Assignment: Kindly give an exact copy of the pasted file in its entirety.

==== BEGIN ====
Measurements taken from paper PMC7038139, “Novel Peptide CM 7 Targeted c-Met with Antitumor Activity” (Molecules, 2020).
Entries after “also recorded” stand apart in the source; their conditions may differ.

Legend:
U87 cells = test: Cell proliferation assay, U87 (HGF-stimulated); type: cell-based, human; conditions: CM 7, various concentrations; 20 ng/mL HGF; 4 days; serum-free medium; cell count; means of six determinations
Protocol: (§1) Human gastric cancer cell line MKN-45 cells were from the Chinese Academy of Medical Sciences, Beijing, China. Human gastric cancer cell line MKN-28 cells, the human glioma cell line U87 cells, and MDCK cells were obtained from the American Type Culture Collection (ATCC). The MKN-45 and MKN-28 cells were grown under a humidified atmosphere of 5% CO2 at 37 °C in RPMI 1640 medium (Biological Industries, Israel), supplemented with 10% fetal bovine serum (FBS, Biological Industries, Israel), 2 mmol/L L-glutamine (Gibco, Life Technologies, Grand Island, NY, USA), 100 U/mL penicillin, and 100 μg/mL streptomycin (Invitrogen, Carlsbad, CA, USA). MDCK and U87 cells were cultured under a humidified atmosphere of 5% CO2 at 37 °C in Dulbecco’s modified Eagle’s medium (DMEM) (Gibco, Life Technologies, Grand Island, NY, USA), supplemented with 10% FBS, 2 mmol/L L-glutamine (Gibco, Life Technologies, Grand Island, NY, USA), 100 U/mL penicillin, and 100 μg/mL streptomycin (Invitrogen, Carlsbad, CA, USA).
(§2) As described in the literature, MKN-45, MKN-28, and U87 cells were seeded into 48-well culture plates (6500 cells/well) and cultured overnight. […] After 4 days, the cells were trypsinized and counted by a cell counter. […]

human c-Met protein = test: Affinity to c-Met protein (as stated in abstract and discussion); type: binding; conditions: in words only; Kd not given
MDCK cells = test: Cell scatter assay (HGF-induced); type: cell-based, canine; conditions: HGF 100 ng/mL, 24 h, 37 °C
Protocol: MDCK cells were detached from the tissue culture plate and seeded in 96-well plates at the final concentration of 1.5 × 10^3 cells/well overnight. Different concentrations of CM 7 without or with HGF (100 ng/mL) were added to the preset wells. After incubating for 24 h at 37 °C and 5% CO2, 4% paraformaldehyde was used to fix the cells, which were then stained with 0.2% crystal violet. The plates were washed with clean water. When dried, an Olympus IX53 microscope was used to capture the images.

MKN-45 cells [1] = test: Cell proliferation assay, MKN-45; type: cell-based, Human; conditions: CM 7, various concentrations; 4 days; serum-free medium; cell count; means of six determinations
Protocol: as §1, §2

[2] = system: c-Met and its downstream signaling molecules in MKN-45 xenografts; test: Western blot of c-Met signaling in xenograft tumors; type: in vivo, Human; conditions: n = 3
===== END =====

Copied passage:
Measurements taken from paper PMC7038139, “Novel Peptide CM 7 Targeted c-Met with Antitumor Activity” (Molecules, 2020).
Entries after “also recorded” stand apart in the source; their conditions may differ.

Legend:
U87 cells = test: Cell proliferation assay, U87 (HGF-stimulated); type: cell-based, human; conditions: CM 7, various concentrations; 20 ng/mL HGF; 4 days; serum-free medium; cell count; means of six determinations
Protocol: (§1) Human gastric cancer cell line MKN-45 cells were from the Chinese Academy of Medical Sciences, Beijing, China. Human gastric cancer cell line MKN-28 cells, the human glioma cell line U87 cells, and MDCK cells were obtained from the American Type Culture Collection (ATCC). The MKN-45 and MKN-28 cells were grown under a humidified atmosphere of 5% CO2 at 37 °C in RPMI 1640 medium (Biological Industries, Israel), supplemented with 10% fetal bovine serum (FBS, Biological Industries, Israel), 2 mmol/L L-glutamine (Gibco, Life Technologies, Grand Island, NY, USA), 100 U/mL penicillin, and 100 μg/mL streptomycin (Invitrogen, Carlsbad, CA, USA). MDCK and U87 cells were cultured under a humidified atmosphere of 5% CO2 at 37 °C in Dulbecco’s modified Eagle’s medium (DMEM) (Gibco, Life Technologies, Grand Island, NY, USA), supplemented with 10% FBS, 2 mmol/L L-glutamine (Gibco, Life Technologies, Grand Island, NY, USA), 100 U/mL penicillin, and 100 μg/mL streptomycin (Invitrogen, Carlsbad, CA, USA).
(§2) As described in the literature, MKN-45, MKN-28, and U87 cells were seeded into 48-well culture plates (6500 cells/well) and cultured overnight. […] After 4 days, the cells were trypsinized and counted by a cell counter. […]

human c-Met protein = test: Affinity to c-Met protein (as stated in abstract and discussion); type: binding; conditions: in words only; Kd not given
MDCK cells = test: Cell scatter assay (HGF-induced); type: cell-based, canine; conditions: HGF 100 ng/mL, 24 h, 37 °C
Protocol: MDCK cells were detached from the tissue culture plate and seeded in 96-well plates at the final concentration of 1.5 × 10^3 cells/well overnight. Different concentrations of CM 7 without or with HGF (100 ng/mL) were added to the preset wells. After incubating for 24 h at 37 °C and 5% CO2, 4% paraformaldehyde was used to fix the cells, which were then stained with 0.2% crystal violet. The plates were washed with clean water. When dried, an Olympus IX53 microscope was used to capture the images.

MKN-45 cells [1] = test: Cell proliferation assay, MKN-45; type: cell-based, Human; conditions: CM 7, various concentrations; 4 days; serum-free medium; cell count; means of six determinations
Protocol: as §1, §2

[2] = system: c-Met and its downstream signaling molecules in MKN-45 xenografts; test: Western blot of c-Met signaling in xenograft tumors; type: in vivo, Human; conditions: n = 3